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A person sits at a desk drawing on a tablet computer with a stylus pen.

Last chance to enter The Why Not? Trust’s digital showcase

Posted 18.10.23 by Alice Hinds

The Why Not? Trust is seeking artwork from parents with care experience, which will be shared through a “digital showcase” on social media.

From poems and paintings to videos, scripts, TikToks, sculptures and photographs, all mediums are welcome, but each artwork must explore the issues, questions, themes and emotions that surround what it is like to become a parent as an individual with care experience.

Entries, which can remain anonymous, will be shared on The Why Not? Trust’s social media platforms throughout Care Experienced Week, which takes place from 22-29 October 2023, and the Trust will also create a dedicated space for artwork submissions on its online hub.

Promoting the importance of relationships across the care-experienced community, The Why Not? Trust says the digital showcase will connect entrants with changemakers, highlighting their messages in their own words.

Submissions made by Thursday 19 October will be entered into a draw to win one of two £25 gift vouchers, and while entries made after this date won’t be considered for the prize, they may still be shared with The Why Not? Trust’s online audience.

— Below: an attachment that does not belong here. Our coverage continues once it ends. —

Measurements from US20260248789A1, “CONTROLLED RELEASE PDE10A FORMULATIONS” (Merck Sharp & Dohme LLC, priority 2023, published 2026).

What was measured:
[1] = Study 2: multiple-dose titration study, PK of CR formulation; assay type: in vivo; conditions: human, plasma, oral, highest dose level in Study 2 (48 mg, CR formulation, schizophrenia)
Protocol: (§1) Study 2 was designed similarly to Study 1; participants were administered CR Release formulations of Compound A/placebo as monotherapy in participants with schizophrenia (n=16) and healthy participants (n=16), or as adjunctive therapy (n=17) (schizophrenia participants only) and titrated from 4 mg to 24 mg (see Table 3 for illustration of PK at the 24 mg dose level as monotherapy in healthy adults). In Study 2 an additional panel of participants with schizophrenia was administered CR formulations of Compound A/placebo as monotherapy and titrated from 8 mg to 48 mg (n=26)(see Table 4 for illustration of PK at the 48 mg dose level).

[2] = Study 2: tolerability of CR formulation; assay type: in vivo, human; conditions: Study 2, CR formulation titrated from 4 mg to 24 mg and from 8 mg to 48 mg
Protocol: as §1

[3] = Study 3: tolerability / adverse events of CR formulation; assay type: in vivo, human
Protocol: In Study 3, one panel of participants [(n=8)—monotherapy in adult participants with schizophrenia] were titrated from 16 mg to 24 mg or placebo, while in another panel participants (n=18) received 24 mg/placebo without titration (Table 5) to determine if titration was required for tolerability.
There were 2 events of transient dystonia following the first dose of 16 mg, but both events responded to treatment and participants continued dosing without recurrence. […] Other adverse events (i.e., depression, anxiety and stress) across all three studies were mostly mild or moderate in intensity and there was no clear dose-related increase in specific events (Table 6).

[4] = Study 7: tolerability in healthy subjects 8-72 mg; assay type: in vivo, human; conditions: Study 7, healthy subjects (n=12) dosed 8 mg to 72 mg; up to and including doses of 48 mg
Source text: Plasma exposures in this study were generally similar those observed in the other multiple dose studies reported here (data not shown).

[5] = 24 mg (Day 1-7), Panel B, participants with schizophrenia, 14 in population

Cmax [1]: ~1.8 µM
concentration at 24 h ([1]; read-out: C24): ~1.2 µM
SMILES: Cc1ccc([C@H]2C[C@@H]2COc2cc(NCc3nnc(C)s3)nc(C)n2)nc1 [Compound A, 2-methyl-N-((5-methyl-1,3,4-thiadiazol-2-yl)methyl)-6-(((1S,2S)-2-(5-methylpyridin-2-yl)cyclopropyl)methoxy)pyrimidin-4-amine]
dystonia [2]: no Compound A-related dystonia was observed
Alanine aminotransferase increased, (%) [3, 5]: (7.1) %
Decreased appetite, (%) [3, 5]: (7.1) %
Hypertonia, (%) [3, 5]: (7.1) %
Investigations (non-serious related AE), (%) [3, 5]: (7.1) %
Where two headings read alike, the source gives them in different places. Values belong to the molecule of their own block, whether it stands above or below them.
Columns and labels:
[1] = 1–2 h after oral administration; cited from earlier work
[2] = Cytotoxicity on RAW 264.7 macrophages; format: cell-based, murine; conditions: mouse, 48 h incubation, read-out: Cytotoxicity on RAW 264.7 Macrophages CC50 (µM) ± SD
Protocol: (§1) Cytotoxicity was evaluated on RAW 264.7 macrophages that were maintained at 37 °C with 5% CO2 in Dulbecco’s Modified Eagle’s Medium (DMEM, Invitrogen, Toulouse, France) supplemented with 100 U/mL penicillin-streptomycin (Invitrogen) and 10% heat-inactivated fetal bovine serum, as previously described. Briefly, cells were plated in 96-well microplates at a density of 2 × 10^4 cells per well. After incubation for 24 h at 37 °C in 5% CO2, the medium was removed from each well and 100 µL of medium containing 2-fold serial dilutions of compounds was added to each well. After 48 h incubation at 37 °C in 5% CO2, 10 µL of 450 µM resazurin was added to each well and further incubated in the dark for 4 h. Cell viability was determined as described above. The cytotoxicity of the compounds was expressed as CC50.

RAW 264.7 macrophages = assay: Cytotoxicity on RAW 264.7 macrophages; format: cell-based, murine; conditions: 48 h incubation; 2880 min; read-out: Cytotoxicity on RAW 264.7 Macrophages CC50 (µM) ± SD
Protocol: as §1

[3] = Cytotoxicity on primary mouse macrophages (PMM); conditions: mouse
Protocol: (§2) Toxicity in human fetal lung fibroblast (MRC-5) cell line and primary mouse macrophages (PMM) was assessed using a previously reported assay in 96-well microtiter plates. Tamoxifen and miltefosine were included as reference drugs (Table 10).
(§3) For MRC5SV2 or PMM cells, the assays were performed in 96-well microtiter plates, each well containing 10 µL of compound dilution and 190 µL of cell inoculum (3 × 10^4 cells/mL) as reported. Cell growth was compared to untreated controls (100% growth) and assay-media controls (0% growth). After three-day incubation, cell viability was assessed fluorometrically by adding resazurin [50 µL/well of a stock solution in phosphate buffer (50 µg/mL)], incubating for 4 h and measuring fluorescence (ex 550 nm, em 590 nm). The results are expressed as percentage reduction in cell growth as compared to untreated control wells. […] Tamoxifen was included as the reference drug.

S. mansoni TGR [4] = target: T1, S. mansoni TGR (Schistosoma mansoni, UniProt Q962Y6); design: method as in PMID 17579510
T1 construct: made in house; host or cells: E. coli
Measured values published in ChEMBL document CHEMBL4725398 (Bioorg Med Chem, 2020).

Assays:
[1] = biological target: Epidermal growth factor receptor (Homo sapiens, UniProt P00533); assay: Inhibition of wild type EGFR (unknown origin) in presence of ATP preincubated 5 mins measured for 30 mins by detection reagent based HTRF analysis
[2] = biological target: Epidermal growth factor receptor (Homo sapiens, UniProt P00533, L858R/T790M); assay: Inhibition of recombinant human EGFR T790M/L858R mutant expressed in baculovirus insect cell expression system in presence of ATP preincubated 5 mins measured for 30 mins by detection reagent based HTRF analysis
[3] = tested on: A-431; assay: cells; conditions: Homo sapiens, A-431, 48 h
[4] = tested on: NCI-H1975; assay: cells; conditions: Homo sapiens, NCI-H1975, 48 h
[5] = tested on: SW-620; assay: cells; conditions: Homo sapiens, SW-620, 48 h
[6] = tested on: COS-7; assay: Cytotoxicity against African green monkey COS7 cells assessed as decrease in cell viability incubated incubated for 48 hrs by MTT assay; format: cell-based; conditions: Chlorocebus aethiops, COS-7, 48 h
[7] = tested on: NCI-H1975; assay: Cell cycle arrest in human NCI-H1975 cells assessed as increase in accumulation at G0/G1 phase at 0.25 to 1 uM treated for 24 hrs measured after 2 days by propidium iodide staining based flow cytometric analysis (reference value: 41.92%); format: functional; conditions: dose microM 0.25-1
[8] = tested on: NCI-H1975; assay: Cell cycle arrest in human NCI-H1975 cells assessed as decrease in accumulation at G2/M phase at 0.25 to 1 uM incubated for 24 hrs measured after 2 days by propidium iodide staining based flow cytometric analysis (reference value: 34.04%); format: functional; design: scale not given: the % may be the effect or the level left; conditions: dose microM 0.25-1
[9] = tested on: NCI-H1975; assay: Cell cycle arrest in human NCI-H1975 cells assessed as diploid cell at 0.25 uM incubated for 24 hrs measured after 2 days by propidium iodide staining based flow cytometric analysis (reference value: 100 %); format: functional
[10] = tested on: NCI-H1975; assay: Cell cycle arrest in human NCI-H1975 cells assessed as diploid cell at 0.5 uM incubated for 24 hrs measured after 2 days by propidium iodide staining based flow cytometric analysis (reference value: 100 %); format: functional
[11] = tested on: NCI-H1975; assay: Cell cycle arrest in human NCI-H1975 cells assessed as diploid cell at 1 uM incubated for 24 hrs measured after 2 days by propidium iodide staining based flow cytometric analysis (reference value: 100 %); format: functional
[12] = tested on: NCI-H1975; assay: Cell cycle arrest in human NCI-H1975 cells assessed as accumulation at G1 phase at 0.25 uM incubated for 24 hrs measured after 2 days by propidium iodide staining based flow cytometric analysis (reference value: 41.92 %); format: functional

For more information and to submit artwork, click here for the entry form

 Alternatively, entrants can contact Aimee:

A street mural take shape on a building wall, a bus driving past in the foreground
The mural at Cathedral St, Glasgow

Unique initiative unites care experienced young people through street art

Posted 13.07.23 by Alice Hinds

Five bold and inspiring new murals will soon be on display at locations across Scotland as work on the next phase of an exciting “artivism” project brings together care experienced young people through artwork.

Led by organisation The Articulate Cultural Trust, the nationwide Artivism (Art + Activism): The Gable End Edition project centres around the creation of murals in Glasgow, Edinburgh, Kilmarnock, Dundee and Aberdeen, with each one designed to explore and illustrate our “shifting social and cultural landscape” through the eyes of inspiring young people.

A graffiti artist works on a new outdoor mural

Artist Frank Carty

Two murals have already been completed in Kilmarnock and Dundee, and work is now underway at the University of Strathclyde campus, where artists Frank, Mandy and Skye Carty ­– known collectively as Artisan Artworks – will create a hand-painted scene that visually references different periods in history that saw social changes, informed by young people supported by Articulate.

Once complete, it is hoped the Cathedral Street artwork will become a feature of the popular Glasgow Mural Trail (click here for more).